Here’s how to participate-
After this season’s FTC Challenge is released on Sept. 12, Michigan FRC teams will have five days to come up with a game strategy and then design a manipulator to execute that strategy. Parts must be from either the REV Robotics FTC kit or the TETRIX FTC Start Kit.

Teams will be asked to create and submit two brief two-minute videos- one to explain their strategy and one to explain how they designed the manipulator to execute that strategy.

Teams interested in participating should visit-
FIM FRC FTC Manipulator Challenge.

Questions can be directed to the curriculum project leader, Danielle Ohm, at or to

State Grant
The State’s 2021 budget has not been finalized. At the moment, our grant is in the Governor’s proposed budget on line 99(h) of School Aid. We hope to make it into the final budget which must be passed by Oct 1. More to come once we know more!

Rookie Grant
The $4,000 Rookie Grant from FIRST will be offered again this season. If you know a school who’d love to join FIRST, please let me know. It’s actually the perfect year to join. Our veteran teams will have lots of time to assist rookies (remotely) as their robots are mostly done!

Equity and Access Grant for Veteran Teams
Like last year, FIRST has a limited number of grants up to $5,000 for veteran teams from underserved or underrepresented schools looking to sustain or expand their FIRST programs. Teams that don’t fit this description but who want to start teams in underserved or underrepresented areas are also eligible. The grant is not yet open. We will post the link on the website once it opens.

That was certainly a lot of info but I hope you found it useful. I will post this email to our blog on the website.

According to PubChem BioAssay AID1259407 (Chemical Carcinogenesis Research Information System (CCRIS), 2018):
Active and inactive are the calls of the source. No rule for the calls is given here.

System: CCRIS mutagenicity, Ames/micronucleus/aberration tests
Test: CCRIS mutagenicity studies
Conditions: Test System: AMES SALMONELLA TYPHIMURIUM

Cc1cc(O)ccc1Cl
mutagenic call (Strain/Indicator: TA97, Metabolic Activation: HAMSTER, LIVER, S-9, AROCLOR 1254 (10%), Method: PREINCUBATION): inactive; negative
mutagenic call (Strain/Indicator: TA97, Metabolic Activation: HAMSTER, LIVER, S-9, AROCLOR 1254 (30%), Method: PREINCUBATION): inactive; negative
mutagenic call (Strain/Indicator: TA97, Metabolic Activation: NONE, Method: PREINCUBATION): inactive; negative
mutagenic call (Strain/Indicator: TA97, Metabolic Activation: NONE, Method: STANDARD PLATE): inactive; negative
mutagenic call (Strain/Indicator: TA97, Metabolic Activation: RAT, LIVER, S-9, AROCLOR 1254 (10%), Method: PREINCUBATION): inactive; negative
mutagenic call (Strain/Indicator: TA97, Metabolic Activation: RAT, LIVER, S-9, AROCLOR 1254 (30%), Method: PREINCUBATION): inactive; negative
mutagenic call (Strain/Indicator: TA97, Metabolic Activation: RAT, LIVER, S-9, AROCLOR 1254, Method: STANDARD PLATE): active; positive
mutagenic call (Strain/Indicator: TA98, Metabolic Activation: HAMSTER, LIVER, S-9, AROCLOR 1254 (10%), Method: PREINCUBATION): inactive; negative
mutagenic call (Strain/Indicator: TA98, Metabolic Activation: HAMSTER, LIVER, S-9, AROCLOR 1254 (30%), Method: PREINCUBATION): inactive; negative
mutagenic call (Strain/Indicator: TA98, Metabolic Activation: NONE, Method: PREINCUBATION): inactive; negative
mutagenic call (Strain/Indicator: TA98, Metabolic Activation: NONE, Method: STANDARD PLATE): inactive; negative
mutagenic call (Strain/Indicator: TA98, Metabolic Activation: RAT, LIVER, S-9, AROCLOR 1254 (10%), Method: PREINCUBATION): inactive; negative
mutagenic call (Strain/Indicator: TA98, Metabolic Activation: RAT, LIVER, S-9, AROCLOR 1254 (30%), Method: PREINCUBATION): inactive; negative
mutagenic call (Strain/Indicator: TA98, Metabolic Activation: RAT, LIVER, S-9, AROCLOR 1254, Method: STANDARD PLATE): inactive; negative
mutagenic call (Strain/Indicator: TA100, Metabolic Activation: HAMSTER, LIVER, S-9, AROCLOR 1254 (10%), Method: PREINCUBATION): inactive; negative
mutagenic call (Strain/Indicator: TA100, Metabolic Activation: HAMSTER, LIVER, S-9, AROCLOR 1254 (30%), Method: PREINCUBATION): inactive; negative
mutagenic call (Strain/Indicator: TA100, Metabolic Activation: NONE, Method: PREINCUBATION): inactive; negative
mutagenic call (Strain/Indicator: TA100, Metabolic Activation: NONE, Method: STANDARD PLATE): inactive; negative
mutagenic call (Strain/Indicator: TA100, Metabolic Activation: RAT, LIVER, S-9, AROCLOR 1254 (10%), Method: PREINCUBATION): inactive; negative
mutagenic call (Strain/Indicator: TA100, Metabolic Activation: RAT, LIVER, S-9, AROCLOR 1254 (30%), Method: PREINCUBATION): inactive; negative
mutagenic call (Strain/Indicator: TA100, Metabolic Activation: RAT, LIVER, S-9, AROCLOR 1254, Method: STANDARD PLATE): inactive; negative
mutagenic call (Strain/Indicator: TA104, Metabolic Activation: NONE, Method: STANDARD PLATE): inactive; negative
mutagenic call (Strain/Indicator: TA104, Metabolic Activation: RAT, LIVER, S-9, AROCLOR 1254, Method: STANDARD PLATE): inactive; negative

Can’t wait for the season to begin!

All the best,
Gail Alpert




This caught my eye also. I know that for a lot of teams, being able to bring the school district superintendent, high school principal or head of school to competitions is essential to maintaining funding within a school. With so many teams having missed any competition this year, how will teams convince primary sponsors that an unannounced remote option is a good return on investment?

As a mentor for a 4-H based team, with a current limit of 10 people per indoor event, this news from FIRST is good news. I’d love to hear more details.

I posted in another thread about this but I’m actually hopeful that our season here in Michigan will go ahead, but then again I’m in the UP, what are attitudes/perceptions like downstate?

(edit for link: Poll: How likely to compete in 2021 (September edition))

Event size is reduced for obvious reasons, but with only 12 teams there would be many teams playing back to back matches. Granted, time between matches could be greatly extended. Also, only 4 alliances seems like a super small tourney. It would still be totally worth it, and better than nothing, but…

I suspect a game modification to 2v2 alliances (which would also help limit inter-team contact).


Maybe for a season? This has a pretty significant effect on scouting and alliance formation.

Longer term I would like to see slightly smaller (~100 lb.) robots and four team alliances.

100% agree. The GDC would be well advised to allow the FTA & Head Referee leeway to make the decision, before the first match is queued, for the event’s qualification matches to be 2v2. So many issues would be alleviated this way.
Playoffs would still be 3v3.